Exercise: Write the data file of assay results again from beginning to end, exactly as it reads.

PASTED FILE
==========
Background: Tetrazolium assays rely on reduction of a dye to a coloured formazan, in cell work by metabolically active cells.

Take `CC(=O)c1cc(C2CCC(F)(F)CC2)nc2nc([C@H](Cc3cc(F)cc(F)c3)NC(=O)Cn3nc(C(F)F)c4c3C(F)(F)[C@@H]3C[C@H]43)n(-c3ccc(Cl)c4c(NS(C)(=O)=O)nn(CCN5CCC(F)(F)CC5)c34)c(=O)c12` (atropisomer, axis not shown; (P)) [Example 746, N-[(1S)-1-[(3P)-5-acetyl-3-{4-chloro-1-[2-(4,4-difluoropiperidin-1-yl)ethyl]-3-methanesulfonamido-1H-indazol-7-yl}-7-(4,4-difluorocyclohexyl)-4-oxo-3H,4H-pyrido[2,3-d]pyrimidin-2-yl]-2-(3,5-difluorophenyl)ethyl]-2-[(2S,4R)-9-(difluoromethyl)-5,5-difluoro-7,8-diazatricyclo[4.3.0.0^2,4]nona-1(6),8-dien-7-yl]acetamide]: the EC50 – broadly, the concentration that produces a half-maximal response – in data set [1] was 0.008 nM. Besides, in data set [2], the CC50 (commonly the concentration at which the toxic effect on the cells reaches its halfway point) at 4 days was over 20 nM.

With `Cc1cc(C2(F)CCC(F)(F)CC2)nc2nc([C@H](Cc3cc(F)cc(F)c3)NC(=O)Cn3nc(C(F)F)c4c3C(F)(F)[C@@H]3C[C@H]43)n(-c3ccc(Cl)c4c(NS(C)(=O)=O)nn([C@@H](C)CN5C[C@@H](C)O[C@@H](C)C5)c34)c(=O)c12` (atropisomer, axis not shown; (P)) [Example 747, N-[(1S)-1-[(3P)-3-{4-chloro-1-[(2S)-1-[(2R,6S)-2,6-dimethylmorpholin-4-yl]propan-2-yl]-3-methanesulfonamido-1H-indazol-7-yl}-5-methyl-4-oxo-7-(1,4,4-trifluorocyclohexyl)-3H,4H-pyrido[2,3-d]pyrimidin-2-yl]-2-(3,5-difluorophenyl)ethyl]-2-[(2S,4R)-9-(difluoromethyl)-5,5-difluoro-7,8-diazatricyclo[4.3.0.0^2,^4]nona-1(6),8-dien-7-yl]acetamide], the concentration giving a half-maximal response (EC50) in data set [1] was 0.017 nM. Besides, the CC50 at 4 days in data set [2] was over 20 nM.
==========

Background: Tetrazolium assays rely on reduction of a dye to a coloured formazan, in cell work by metabolically active cells.

Take `CC(=O)c1cc(C2CCC(F)(F)CC2)nc2nc([C@H](Cc3cc(F)cc(F)c3)NC(=O)Cn3nc(C(F)F)c4c3C(F)(F)[C@@H]3C[C@H]43)n(-c3ccc(Cl)c4c(NS(C)(=O)=O)nn(CCN5CCC(F)(F)CC5)c34)c(=O)c12` (atropisomer, axis not shown; (P)) [Example 746, N-[(1S)-1-[(3P)-5-acetyl-3-{4-chloro-1-[2-(4,4-difluoropiperidin-1-yl)ethyl]-3-methanesulfonamido-1H-indazol-7-yl}-7-(4,4-difluorocyclohexyl)-4-oxo-3H,4H-pyrido[2,3-d]pyrimidin-2-yl]-2-(3,5-difluorophenyl)ethyl]-2-[(2S,4R)-9-(difluoromethyl)-5,5-difluoro-7,8-diazatricyclo[4.3.0.0^2,4]nona-1(6),8-dien-7-yl]acetamide]: the EC50 – broadly, the concentration that produces a half-maximal response – in data set [1] was 0.008 nM. Besides, in data set [2], the CC50 (commonly the concentration at which the toxic effect on the cells reaches its halfway point) at 4 days was over 20 nM.

With `Cc1cc(C2(F)CCC(F)(F)CC2)nc2nc([C@H](Cc3cc(F)cc(F)c3)NC(=O)Cn3nc(C(F)F)c4c3C(F)(F)[C@@H]3C[C@H]43)n(-c3ccc(Cl)c4c(NS(C)(=O)=O)nn([C@@H](C)CN5C[C@@H](C)O[C@@H](C)C5)c34)c(=O)c12` (atropisomer, axis not shown; (P)) [Example 747, N-[(1S)-1-[(3P)-3-{4-chloro-1-[(2S)-1-[(2R,6S)-2,6-dimethylmorpholin-4-yl]propan-2-yl]-3-methanesulfonamido-1H-indazol-7-yl}-5-methyl-4-oxo-7-(1,4,4-trifluorocyclohexyl)-3H,4H-pyrido[2,3-d]pyrimidin-2-yl]-2-(3,5-difluorophenyl)ethyl]-2-[(2S,4R)-9-(difluoromethyl)-5,5-difluoro-7,8-diazatricyclo[4.3.0.0^2,^4]nona-1(6),8-dien-7-yl]acetamide], the concentration giving a half-maximal response (EC50) in data set [1] was 0.017 nM. Besides, the CC50 at 4 days in data set [2] was over 20 nM.